Bicycle Polo: A Brief History of the Sport

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Bicycle Polo: A Brief History of the Sport
A modern game of bicycle polo.

When people think of polo, they probably think of three things: horses, swimming and that little guy on the shirts.

Most people will be surprised to find out that there's another form of polo that doesn't involve animals, a swimming pool or Ralph Lauren.

It's called bicycle polo and it is becoming more and more popular in the United States. Like most sports, however, bicycle polo did not start in the US. For its origins, we have to go back...way back.

The exact origin of the sport of polo is unknown, but we do know that the first recorded match was in 600 BC between the Persians and the Turkomans. The Turkomans took the victory, which came as quite a shock since most bookies had the Persians favored by a point-and-a-half.

The sport was also played in India around 525 AD with elephants. No, that wasn't a joke to make sure you're still paying attention. The ancient Indians actually played polo on the backs of giant elephants, trying to strike a round ball on the ground with an extremely long mallet.

This game (and the simpler horse version) continued to be played around the world for years, when finally in the mid-19th century, a kindly Irishman named John Watson decided to write down a universal set of rules.

In 1875, the Hurlingham Rules were created (not sure how Watson got swindled out of naming rights) and the number of players was limited to five per squad.

About the same time that polo was being refined, so was an invention that would change the landscape of human travel: the bicycle.

The original "bicycle" was invented by Comte Mede de Sivrac of France around 1790, but this thing needed quite a bit of work. It was more of a scooter than a bicycle because it had no pedals so the rider had to push the "celerifere" with his feet.

This design was rethought over the years until finally in the 1860s, a father-and-son team named Pierre and Ernest Michaux adapted an earlier invention of a pedal-driven bike and came up with a design more like the one we know today.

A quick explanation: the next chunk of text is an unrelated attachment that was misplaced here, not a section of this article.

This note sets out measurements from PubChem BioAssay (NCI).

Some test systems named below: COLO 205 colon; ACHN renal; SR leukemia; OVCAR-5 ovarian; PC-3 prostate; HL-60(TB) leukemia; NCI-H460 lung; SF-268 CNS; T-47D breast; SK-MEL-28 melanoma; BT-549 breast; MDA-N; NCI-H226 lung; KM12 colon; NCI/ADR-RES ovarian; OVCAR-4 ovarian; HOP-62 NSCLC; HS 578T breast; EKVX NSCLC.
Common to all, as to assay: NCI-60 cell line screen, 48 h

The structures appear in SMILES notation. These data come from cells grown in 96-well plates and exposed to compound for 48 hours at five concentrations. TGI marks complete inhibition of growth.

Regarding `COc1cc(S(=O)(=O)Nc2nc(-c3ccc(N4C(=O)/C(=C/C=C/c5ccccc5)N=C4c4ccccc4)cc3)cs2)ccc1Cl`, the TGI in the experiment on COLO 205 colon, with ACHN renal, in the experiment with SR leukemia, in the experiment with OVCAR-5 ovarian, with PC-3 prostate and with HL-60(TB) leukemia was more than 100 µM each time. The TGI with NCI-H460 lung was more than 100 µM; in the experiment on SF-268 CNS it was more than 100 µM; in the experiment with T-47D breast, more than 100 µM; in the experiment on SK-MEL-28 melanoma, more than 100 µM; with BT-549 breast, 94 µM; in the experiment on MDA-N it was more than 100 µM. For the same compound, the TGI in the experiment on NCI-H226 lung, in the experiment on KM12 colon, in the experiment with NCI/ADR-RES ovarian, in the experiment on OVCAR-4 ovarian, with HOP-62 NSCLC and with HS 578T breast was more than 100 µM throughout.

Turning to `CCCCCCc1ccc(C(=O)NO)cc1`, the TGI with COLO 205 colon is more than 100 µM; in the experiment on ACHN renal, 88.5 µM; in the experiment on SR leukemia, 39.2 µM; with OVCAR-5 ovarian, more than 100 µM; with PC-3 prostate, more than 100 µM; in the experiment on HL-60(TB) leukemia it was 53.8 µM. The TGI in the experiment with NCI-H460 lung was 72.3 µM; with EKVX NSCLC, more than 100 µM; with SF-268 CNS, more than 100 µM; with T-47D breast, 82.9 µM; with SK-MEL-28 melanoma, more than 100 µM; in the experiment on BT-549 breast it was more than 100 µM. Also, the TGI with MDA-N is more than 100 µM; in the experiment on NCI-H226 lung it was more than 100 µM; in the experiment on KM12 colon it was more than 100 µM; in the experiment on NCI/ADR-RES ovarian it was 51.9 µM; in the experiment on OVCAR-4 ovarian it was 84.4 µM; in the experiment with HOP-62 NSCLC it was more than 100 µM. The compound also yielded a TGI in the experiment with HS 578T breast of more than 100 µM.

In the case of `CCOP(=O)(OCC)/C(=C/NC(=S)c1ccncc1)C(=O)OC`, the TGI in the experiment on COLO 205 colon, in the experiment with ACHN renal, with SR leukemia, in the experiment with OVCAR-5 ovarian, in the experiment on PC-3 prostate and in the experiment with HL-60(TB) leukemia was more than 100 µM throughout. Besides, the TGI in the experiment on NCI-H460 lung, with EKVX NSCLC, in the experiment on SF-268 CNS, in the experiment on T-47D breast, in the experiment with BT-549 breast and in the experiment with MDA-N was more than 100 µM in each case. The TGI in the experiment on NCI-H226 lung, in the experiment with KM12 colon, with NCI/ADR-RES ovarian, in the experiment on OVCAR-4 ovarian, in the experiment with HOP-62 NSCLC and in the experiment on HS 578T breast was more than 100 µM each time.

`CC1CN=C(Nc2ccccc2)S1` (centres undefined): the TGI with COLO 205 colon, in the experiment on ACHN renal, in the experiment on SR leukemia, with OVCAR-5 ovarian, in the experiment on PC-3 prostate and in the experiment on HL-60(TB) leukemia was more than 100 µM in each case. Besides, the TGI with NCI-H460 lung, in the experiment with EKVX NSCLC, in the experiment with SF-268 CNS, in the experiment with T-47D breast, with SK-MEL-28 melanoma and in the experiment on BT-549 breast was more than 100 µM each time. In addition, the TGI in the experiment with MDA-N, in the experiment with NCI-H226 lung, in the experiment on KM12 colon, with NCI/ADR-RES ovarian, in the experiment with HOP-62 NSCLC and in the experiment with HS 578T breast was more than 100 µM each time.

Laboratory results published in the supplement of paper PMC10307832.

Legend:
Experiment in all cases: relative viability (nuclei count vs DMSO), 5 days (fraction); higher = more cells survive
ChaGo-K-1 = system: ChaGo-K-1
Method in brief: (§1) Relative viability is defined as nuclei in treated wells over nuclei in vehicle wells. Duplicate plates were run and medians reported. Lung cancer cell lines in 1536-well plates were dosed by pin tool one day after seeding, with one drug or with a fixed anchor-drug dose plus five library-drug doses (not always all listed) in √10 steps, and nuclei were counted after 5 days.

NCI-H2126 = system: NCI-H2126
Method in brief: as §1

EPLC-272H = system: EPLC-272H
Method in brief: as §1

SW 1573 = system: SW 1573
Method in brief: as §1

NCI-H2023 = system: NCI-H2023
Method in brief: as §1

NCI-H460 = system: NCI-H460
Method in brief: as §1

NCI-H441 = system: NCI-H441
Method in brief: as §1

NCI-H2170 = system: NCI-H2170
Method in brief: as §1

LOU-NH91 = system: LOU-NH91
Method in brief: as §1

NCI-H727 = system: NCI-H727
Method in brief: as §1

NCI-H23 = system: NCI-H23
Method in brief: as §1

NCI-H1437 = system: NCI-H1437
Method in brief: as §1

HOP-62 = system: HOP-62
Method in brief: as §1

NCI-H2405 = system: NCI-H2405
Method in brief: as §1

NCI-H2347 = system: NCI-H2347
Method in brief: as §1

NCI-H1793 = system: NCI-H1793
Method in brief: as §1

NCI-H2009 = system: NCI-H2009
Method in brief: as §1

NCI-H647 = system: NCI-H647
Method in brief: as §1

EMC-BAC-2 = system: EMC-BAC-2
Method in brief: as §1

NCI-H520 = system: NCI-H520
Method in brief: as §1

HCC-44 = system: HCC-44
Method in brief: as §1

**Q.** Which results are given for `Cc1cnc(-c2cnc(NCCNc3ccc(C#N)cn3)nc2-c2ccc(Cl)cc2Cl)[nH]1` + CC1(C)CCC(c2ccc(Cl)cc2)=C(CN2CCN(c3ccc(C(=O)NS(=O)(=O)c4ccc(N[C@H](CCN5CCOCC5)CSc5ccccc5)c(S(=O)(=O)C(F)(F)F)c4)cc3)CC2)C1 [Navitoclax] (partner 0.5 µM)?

So by the late 1800s, with polo as the most popular sport in England and the new invention of the bicycle taking off, it didn't take long for someone to put two and two together.

That someone was R.J. Mecredy, aka The Father of Irish Motoring, who came up with the idea for bicycle polo in 1891. The first matches were played later that year and by Halloween, there was a complete set of bicycle polo rules written down and published.

The sport caught on quickly—by 1895, the first English clubs had formed in Northampton, Newcastle, Coventry, Melton Mowbray and Catford.

The original bicycle polo played by gentlemen.

It had become so popular by 1908 that bicycle polo was played as a demonstration sport at the London Olympics. The English expectantly took home the gold, beating Germany 3-1.

Bicycle polo hit a major roadblock in 1914 with the outbreak of World War I and the matches were put on hold indefinitely. The sport lay dormant until a revival in the 1930s, when the Bicycle Polo Association of Great Britain reformed and amended the rules (each side now had eight players instead of five). By 1938, the Association had 170 teams in 100 clubs with over 1,000 players.

Concurrently, however, the French were developing their own version of the game with their own set of rules, which made for interesting international matches with England. In a series of matches in the 1930s, the two sides would determine beforehand by which set of rules they would be playing.

Predictably, the matches under French rules resulted in a France victory and a tie, and the matches under UK rules went to the British.

After another dormant period due to the Second World War, bicycle polo came back stronger than ever in the mid-1940s.

There have been minor rule changes over the years, but the game remains essentially the same as it was 200 years ago. Only the outfits look slightly different and not every player has a mustache anymore.

Today the game is played in at least 15 countries around the world and there has been yet another evolution, as a hard-court version has become exceedingly popular in the past few years.

So the next time you see a bunch of middle-aged men trying to hit a ball while riding around on bikes, you can stop your friends and entertain them with the eventful history of the sport that is bicycle polo.

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